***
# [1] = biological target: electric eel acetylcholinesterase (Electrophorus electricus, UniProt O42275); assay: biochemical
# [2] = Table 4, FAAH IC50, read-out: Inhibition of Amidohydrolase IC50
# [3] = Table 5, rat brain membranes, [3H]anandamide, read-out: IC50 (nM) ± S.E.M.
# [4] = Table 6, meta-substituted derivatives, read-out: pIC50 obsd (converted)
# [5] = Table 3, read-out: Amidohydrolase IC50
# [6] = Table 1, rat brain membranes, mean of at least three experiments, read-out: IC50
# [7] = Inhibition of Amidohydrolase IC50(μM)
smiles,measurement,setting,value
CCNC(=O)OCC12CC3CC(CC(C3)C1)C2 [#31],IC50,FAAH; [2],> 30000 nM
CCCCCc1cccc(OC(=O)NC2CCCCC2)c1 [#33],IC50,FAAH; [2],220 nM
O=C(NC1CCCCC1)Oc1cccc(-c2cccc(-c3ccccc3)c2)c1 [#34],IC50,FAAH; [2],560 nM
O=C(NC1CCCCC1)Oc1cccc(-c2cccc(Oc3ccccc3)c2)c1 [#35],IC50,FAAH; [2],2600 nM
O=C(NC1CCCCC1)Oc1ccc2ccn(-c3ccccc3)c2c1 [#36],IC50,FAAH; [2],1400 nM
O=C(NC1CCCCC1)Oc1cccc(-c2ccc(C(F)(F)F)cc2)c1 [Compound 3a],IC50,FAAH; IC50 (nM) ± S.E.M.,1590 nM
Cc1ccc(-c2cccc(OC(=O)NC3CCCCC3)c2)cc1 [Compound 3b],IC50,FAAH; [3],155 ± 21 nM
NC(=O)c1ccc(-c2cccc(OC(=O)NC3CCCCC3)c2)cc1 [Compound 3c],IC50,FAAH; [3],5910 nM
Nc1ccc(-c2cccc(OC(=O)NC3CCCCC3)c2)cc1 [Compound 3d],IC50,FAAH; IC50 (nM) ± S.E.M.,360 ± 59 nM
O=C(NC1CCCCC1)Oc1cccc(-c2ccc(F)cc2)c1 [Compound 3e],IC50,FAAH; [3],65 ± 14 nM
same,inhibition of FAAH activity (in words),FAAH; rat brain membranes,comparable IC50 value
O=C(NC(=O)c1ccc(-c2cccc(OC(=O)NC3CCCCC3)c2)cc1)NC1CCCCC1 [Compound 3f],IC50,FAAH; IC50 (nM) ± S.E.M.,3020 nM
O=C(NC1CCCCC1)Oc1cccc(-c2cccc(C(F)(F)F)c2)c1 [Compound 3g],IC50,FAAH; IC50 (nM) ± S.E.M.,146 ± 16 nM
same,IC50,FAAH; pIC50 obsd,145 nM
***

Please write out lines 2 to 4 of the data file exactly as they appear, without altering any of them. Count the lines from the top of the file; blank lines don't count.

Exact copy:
# [2] = Table 4, FAAH IC50, read-out: Inhibition of Amidohydrolase IC50
# [3] = Table 5, rat brain membranes, [3H]anandamide, read-out: IC50 (nM) ± S.E.M.
# [4] = Table 6, meta-substituted derivatives, read-out: pIC50 obsd (converted)